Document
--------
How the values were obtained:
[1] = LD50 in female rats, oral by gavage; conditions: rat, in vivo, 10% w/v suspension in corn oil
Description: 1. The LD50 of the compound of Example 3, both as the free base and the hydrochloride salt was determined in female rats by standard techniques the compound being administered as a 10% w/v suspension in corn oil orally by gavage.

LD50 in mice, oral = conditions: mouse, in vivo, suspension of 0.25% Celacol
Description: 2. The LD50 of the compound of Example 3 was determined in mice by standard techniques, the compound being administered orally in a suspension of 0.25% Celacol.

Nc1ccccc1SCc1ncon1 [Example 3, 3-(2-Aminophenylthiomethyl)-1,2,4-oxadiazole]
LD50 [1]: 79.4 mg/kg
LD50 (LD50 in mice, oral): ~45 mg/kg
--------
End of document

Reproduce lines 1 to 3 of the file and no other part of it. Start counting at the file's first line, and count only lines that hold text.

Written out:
How the values were obtained:
[1] = LD50 in female rats, oral by gavage; conditions: rat, in vivo, 10% w/v suspension in corn oil
Description: 1. The LD50 of the compound of Example 3, both as the free base and the hydrochloride salt was determined in female rats by standard techniques the compound being administered as a 10% w/v suspension in corn oil orally by gavage.